interestingghans wrote:The RPi ignores write lock. (cheap card slot)
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log in as root apt-get install fsprotect vi /etc/default/grub Change the line GRUB_CMDLINE_LINUX_DEFAULT and add fsprotect=15% to the command Run update-grub reboot create a file reboot verify file is gone after reboot
we don't have GRUB on the Pi, so like nobradvido wrote:This is what I did on my test VM
I don't have my RPi yet, but i'm going to be installing Raspbmc which uses grub:Licaon_Kter wrote:we don't have GRUB on the Pi, so like nobradvido wrote:This is what I did on my test VM
http://www.raspbmc.com/wiki/technical/partitioning/ wrote:"The fat32 partition contains the firmware files and is mounted at /boot to emulate a traditional Debian setup which stores GRUB there"
No, that's not quite what it's saying. It's saying a traditional desktop would store parts of GRUB in /boot, but on the Raspberry Pi, you'll find firmware files there.bradvido wrote:I don't have my RPi yet, but i'm going to be installing Raspbmc which uses grub:Licaon_Kter wrote:we don't have GRUB on the Pi, so like nobradvido wrote:This is what I did on my test VM
http://www.raspbmc.com/wiki/technical/partitioning/http://www.raspbmc.com/wiki/technical/partitioning/ wrote:"The fat32 partition contains the firmware files and is mounted at /boot to emulate a traditional Debian setup which stores GRUB there"
To enable fsprotect you need to add the fsprotect kernel option. The fsprotect parameter takes one optional argument, which it passes to mount(8) as the size option of the tmpfs. It is the size in bytes, and K/M/G suxes can be used as multiplicators. If no argument is specied, mount(8) will create a tmpfs with size half the system's memory. The syntax is fsprotect=size, where size can be any size that can be under-stood by mount. For example: fsprotect=1024M or just: fsprotect
As stated in the first post, i don't want to have a battery backup solution. I want to be able to kill the power at any time and have it return to its original state without any risk of corruption.Alfadaz wrote:I used to do a fair bit of in car PC stuff back in the day and i would be looking to set it up as follows:
Have the Pi powered from the battery - obviously not directly to the 12v, but your power supply would be always on regardless of the ignition.
Then look at a relay system which would send a signal via the GPIO to the Pi to perform a shutdown and turn on with the ignition.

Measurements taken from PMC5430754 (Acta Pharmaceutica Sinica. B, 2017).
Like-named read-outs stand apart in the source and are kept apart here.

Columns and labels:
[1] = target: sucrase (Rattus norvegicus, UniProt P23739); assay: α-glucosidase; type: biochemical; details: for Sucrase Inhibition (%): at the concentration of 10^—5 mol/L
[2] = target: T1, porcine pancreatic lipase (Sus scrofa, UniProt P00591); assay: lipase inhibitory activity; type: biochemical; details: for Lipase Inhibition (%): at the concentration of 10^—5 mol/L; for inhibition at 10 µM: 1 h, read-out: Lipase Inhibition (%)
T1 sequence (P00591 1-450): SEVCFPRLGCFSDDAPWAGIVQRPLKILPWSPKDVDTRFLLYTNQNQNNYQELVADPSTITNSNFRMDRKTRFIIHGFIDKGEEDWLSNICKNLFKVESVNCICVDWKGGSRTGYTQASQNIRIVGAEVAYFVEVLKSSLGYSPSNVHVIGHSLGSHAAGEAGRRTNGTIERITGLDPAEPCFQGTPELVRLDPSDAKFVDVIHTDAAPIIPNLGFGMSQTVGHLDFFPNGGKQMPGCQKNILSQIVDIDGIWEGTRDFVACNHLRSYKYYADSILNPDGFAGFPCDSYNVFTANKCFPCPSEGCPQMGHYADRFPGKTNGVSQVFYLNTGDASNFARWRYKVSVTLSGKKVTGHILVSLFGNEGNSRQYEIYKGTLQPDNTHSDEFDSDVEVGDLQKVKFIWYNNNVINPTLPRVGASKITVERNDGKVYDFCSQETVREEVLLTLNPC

If you wanted to get clever, i once made a little circuit with a timer, that kept the PC alive for 30 seconds following the ignition being turned off. If you pressed the button i had installed on the dash, the relay wouldnt switch and the pc would stay on until the next time the ignition was turned off or you shut it down manually. This was good when say you stopped in a shop etc when you wanted to the keep the PC running (mine was running XP, so took a while to bootup/shutdown).
if you want to use a XBMC based distro, you should look at OpenELEC (http://www.openelec.tv). It is designed for such usecases from ground up. the needed read/write parts are done in ramfs mounts (and will be recreated on boot), the storage where the user can store the medias and XBMC saves the database and settings on changes. the rest is readonly and nearly "unbrickable".bradvido wrote:I'm planning on using my RPi in my car and having it suddenly lose power when the car turns off. I understand this would inevitably cause corruption on a typical SD card installation where data may be writing to the card when it loses power.
I'm wondering if there is some way to set up an SD image to be like the Linux "live" CD's where nothing is actually written to the disk, it is only read?
Preferably, I would be able to configure the image to my liking before I set to to be read-only/live.
Please don't suggest to have some sort of battery backup to gracefully shutdown the RPi when the car turns off.... this is not the route I want to go.
The root fillesystem must be protected at the very first stages of the boot procedure. This is done during the initramfs boot stage where the root filesystem is mounted but hasn't become / yet (no pivot_root done). This is accomplished by adding a local-bottom script to the initramfs.
yes, the PI ignores the write lock, but it has nothing to do with the card slot, as the card slot has a write lock switch, its just not connected up, as a normal distro needs to be able to write to its storage medium, so the designers of the PI didn't think it necessary to wire up the switch.ghans wrote:The RPi ignores write lock. (cheap card slot)